Theresa May accused of running scared as Scotland’s pro-independence newspaper is ‘banned’ from press conference

Theresa May
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Theresa May is in Glasgow on 28 November holding a press conference. The prime minister is touring the UK to defend her Brexit Deal. This comes before the crucial vote in the House of Commons on 11 December. But May’s press office has ‘banned’ Scotland’s only pro-independence newspaper the National from attending.

No 10 made this move just one day after Scottish first minister and leader of the SNP Nicola Sturgeon was ‘excluded‘ from any UK-wide televised Brexit debate.

“She’s hiding from the public”

SNP MSP for Paisley George Adam said that May is “running feart” [scared].

Adam also told the National:

As is par-for-the-course on her day trips to Scotland, she’s hiding from the public and dodging questions from the press – only speaking to a hand-picked audience.

She’s in town just a day after analysis revealed her damaging Brexit plan will cost Scotland £9 billion in GDP. That’s £1600 per person. Little wonder she’s trying to hide from scrutiny.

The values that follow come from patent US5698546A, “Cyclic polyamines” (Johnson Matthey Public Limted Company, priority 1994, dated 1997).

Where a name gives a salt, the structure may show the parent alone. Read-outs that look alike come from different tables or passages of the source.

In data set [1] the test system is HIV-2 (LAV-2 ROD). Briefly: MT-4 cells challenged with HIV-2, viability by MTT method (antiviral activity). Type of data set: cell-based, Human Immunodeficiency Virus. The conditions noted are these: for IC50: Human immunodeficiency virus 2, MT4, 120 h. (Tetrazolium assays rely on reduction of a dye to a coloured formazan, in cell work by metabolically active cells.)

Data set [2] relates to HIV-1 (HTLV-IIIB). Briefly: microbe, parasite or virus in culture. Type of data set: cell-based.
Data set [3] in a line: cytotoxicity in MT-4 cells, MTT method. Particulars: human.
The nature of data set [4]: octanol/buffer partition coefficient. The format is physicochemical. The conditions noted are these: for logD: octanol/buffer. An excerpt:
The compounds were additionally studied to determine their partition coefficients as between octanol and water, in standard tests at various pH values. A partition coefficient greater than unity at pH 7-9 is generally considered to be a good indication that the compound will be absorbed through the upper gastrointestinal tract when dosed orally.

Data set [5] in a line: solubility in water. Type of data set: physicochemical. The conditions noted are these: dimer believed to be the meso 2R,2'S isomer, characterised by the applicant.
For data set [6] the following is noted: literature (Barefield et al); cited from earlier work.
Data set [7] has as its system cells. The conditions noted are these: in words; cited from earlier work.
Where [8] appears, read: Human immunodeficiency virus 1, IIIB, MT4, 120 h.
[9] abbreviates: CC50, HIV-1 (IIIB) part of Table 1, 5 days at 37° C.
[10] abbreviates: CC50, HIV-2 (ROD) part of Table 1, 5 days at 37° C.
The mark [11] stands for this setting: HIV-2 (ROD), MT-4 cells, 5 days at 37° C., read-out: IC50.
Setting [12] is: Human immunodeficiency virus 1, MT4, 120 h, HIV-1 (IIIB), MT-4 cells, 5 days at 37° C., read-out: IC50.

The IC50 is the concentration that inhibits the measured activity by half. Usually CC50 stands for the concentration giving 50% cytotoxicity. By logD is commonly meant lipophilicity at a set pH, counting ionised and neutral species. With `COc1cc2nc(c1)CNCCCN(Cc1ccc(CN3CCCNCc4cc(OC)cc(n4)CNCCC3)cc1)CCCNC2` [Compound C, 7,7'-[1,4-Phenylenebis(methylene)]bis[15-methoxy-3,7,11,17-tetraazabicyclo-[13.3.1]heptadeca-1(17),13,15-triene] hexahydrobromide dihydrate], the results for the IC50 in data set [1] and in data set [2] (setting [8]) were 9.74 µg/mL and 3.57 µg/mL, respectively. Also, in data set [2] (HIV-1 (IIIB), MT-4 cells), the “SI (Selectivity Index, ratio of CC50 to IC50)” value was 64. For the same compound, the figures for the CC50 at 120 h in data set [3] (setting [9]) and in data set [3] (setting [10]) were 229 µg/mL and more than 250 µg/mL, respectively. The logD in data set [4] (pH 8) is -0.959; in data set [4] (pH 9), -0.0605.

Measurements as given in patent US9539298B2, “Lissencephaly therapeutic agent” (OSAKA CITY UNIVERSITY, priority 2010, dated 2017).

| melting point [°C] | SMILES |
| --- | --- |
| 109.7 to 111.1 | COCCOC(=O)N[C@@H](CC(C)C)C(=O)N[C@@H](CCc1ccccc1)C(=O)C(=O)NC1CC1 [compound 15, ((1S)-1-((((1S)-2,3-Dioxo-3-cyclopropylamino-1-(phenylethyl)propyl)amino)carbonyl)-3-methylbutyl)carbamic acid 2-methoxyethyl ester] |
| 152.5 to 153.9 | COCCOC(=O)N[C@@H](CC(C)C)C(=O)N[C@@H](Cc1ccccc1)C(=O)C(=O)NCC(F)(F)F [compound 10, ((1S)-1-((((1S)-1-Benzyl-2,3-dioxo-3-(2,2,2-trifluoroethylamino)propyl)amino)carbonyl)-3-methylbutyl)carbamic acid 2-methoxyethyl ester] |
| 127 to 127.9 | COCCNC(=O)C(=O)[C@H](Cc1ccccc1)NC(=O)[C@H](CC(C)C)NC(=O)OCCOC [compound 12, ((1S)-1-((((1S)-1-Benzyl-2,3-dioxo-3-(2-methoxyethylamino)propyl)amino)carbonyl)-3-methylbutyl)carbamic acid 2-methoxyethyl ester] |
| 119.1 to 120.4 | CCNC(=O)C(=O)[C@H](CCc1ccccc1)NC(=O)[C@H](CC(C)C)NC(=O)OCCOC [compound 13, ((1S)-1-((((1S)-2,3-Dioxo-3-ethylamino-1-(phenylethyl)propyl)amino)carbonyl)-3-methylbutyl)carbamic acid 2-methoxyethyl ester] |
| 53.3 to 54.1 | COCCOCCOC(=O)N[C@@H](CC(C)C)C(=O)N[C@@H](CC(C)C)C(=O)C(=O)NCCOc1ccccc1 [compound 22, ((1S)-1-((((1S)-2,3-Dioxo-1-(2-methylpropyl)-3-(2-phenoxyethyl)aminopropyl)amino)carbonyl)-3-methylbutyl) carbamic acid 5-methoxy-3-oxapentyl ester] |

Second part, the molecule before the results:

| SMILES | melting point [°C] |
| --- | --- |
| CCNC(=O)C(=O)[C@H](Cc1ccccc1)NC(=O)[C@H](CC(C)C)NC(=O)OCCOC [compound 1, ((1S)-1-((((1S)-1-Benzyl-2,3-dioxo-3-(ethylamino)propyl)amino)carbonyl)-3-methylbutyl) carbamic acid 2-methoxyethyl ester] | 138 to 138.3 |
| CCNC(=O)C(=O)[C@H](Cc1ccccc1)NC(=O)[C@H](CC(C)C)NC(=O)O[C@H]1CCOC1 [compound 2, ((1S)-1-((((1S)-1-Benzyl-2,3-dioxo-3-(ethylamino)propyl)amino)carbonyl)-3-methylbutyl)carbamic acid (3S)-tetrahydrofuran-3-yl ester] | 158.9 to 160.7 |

“Limited capacity”

According to Number 10’s press office, the National did not receive an invitation to the press conference due to “limited capacity”. But this is not the first time this has happened.

Read on...

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The pro-independence newspaper claims it was “denied a chance” to question May’s “de facto deputy” David Lidington a few weeks ago.

“Two biggest parties at Westminster”

Lidington has also said that Sturgeon should not take part in any UK-wide televised Brexit debates.

As reported in the Herald, the Tory MP said to the BBC:

This is a debate between the leaders of the two biggest parties at Westminster which is where the decision on whether to approve the deal or not will take place.

The Prime Minister obviously will speak up in favour of the deal she has negotiated, I’m assuming that Mr Corbyn, if he wants to do this, will argue for the rejection of the deal.

He suggested a debate between the secretary of state for Scotland David Mundell and Sturgeon instead. Lidington did, however, say this was a “matter for the broadcasters to discuss amongst themselves”.

Featured image via: Annika Haas/Wiki Commons 

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